P.S. One interesting site that a tour guide told us about at the Kennedy Space Center is Spaceflight Now. On this site you can see the various rocket launches that are scheduled throughout the world.

# 3 Reasons Why You Should Use Interactive Notebooks with Higher Level Math Classes

Some people might think interactive notebooks are only for younger students. Some people believe that learning pre-algebra, geometry and algebra should be taught through worksheets and videos and other means. I think that Interactive Notebooks have their place with these upper grade classes as well. Here are my three reasons why I think you should use higher level math subjects.

1. Many students today are young when they take pre-algebra, algebra and geometry. When I was in school students didn’t take algebra until they were in high school. Today, students start take algebra as young as 11 and 12 years old. They are still young and would enjoy learning in a fun and interactive way.

2. Even students in high school are still young at heart and would just love some school work outside of the norm. Sure, there might be some students that might roll their eyes at the work, but they probaly would roll their eyes at anything.

3. It gives students a sense of accomplishment. Students can reflect on what they’ve learn and can also study for test using their interactive notebook.

Here are some of my own Interactive Math Notebooks for higher level math classes:
Pre-Algebra
Algebra
Geometry

# French Interactive Notebook

The other day, I mentioned that I have a new Spanish Interactive Notebook. What I didn’t mention is that I have a new French Interactive Notebook too.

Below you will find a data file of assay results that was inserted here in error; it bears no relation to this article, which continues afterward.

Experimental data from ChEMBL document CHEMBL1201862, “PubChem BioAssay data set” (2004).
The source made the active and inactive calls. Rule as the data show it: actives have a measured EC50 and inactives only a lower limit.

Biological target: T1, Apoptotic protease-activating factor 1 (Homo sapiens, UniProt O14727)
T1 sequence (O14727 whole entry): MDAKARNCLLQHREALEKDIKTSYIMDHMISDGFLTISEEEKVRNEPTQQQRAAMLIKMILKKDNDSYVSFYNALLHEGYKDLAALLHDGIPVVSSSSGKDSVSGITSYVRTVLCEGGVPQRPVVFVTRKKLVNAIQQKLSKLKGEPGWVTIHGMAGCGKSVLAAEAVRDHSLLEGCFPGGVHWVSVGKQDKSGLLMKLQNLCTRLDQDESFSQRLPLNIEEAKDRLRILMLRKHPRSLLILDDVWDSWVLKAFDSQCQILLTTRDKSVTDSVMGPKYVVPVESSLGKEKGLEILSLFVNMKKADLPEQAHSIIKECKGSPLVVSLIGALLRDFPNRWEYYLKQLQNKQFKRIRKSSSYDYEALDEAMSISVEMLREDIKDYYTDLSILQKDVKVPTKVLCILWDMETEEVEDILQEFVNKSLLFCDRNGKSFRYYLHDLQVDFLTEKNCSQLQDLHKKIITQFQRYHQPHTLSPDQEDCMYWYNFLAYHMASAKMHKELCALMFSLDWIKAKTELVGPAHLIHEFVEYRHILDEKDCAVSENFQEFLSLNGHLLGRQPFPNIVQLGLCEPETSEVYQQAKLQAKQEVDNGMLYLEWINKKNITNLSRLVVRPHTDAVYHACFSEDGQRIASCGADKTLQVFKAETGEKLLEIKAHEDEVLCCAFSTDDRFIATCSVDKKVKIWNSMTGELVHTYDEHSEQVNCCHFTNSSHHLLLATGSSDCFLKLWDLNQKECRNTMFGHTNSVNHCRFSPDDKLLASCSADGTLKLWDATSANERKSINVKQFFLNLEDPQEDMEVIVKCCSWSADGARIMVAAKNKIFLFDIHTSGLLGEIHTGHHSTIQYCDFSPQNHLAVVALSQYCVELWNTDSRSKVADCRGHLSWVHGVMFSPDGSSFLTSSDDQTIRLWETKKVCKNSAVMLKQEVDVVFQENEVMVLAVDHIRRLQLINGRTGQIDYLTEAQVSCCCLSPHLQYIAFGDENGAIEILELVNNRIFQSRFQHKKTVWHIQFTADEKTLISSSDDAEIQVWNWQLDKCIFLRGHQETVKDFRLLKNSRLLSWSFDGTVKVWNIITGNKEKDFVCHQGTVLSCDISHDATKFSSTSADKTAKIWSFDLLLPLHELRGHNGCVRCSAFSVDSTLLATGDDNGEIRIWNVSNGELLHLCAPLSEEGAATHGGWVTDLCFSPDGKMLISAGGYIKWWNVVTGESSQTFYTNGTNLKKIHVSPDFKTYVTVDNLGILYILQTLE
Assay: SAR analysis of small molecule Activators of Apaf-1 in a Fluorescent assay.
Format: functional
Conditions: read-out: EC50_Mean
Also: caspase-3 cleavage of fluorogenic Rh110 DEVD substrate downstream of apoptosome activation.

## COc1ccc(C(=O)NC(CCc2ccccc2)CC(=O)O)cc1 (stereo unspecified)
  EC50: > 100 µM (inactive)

I think interactive notebooks are even more important for learning a new language than for math or reading because so much of learning a new language is repetition. Also hands-on activities make it easier to remember new vocabulary words and grammar points. Here are few pictures from my New French Interactive Notebook:

# Interactive Spanish Notebook

I love interactive notebooks as much as the next teacher. I think they give students a lot of great information to reflect on when studying for a test, as well as when they look back on what they learned for the year. It’s also great to show parents and administors as well. But, more importantly, interactive notebooks are great for keeping students involved in the lessons!

I was looking for a good interactive spanish notebook for my friend for her daughter that she homeschools, but I couldn’t find any. I decided to make one myself. Growing up in Texas, we always spoke Spanish. My mother was fluent in Spanish and made sure we all knew how to speak it. She felt, like I do, that learning new languages is really important, as well as fulfilling.